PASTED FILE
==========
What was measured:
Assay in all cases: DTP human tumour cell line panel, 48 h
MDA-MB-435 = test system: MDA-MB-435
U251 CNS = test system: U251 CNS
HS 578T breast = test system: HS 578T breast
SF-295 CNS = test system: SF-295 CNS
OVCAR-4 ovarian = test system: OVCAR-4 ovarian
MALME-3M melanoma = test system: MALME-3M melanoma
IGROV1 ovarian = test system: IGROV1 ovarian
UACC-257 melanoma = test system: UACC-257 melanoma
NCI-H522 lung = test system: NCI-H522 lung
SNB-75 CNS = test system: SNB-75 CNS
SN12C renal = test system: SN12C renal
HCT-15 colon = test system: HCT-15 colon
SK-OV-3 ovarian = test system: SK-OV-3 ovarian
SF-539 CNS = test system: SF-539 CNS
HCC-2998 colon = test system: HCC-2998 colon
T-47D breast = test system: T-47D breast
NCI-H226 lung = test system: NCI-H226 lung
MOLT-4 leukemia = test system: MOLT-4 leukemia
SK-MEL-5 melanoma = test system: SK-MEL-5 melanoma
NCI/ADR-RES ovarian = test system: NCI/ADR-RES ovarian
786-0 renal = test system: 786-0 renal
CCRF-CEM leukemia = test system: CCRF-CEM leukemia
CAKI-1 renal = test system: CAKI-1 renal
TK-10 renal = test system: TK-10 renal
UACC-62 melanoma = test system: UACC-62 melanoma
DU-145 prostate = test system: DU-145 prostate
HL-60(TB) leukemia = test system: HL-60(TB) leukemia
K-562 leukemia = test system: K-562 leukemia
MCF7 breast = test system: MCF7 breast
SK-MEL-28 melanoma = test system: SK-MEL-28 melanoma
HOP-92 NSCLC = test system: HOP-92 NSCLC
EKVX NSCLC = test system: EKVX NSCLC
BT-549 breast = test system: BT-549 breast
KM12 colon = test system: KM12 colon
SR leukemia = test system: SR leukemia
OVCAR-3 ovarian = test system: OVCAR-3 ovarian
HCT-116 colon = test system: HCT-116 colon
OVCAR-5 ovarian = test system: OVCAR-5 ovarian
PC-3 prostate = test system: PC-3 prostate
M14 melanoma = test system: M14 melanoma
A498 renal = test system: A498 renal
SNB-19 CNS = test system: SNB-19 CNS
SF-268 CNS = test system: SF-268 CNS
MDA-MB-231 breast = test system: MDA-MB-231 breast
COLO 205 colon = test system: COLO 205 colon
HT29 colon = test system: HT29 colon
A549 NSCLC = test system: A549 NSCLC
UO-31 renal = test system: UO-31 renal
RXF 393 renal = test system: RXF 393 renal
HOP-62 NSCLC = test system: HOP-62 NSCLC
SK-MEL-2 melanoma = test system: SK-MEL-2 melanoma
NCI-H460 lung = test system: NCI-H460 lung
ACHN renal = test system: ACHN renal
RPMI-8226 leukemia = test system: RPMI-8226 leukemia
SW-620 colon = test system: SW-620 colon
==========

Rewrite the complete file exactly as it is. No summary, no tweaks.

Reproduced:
What was measured:
Assay in all cases: DTP human tumour cell line panel, 48 h
MDA-MB-435 = test system: MDA-MB-435
U251 CNS = test system: U251 CNS
HS 578T breast = test system: HS 578T breast
SF-295 CNS = test system: SF-295 CNS
OVCAR-4 ovarian = test system: OVCAR-4 ovarian
MALME-3M melanoma = test system: MALME-3M melanoma
IGROV1 ovarian = test system: IGROV1 ovarian
UACC-257 melanoma = test system: UACC-257 melanoma
NCI-H522 lung = test system: NCI-H522 lung
SNB-75 CNS = test system: SNB-75 CNS
SN12C renal = test system: SN12C renal
HCT-15 colon = test system: HCT-15 colon
SK-OV-3 ovarian = test system: SK-OV-3 ovarian
SF-539 CNS = test system: SF-539 CNS
HCC-2998 colon = test system: HCC-2998 colon
T-47D breast = test system: T-47D breast
NCI-H226 lung = test system: NCI-H226 lung
MOLT-4 leukemia = test system: MOLT-4 leukemia
SK-MEL-5 melanoma = test system: SK-MEL-5 melanoma
NCI/ADR-RES ovarian = test system: NCI/ADR-RES ovarian
786-0 renal = test system: 786-0 renal
CCRF-CEM leukemia = test system: CCRF-CEM leukemia
CAKI-1 renal = test system: CAKI-1 renal
TK-10 renal = test system: TK-10 renal
UACC-62 melanoma = test system: UACC-62 melanoma
DU-145 prostate = test system: DU-145 prostate
HL-60(TB) leukemia = test system: HL-60(TB) leukemia
K-562 leukemia = test system: K-562 leukemia
MCF7 breast = test system: MCF7 breast
SK-MEL-28 melanoma = test system: SK-MEL-28 melanoma
HOP-92 NSCLC = test system: HOP-92 NSCLC
EKVX NSCLC = test system: EKVX NSCLC
BT-549 breast = test system: BT-549 breast
KM12 colon = test system: KM12 colon
SR leukemia = test system: SR leukemia
OVCAR-3 ovarian = test system: OVCAR-3 ovarian
HCT-116 colon = test system: HCT-116 colon
OVCAR-5 ovarian = test system: OVCAR-5 ovarian
PC-3 prostate = test system: PC-3 prostate
M14 melanoma = test system: M14 melanoma
A498 renal = test system: A498 renal
SNB-19 CNS = test system: SNB-19 CNS
SF-268 CNS = test system: SF-268 CNS
MDA-MB-231 breast = test system: MDA-MB-231 breast
COLO 205 colon = test system: COLO 205 colon
HT29 colon = test system: HT29 colon
A549 NSCLC = test system: A549 NSCLC
UO-31 renal = test system: UO-31 renal
RXF 393 renal = test system: RXF 393 renal
HOP-62 NSCLC = test system: HOP-62 NSCLC
SK-MEL-2 melanoma = test system: SK-MEL-2 melanoma
NCI-H460 lung = test system: NCI-H460 lung
ACHN renal = test system: ACHN renal
RPMI-8226 leukemia = test system: RPMI-8226 leukemia
SW-620 colon = test system: SW-620 colon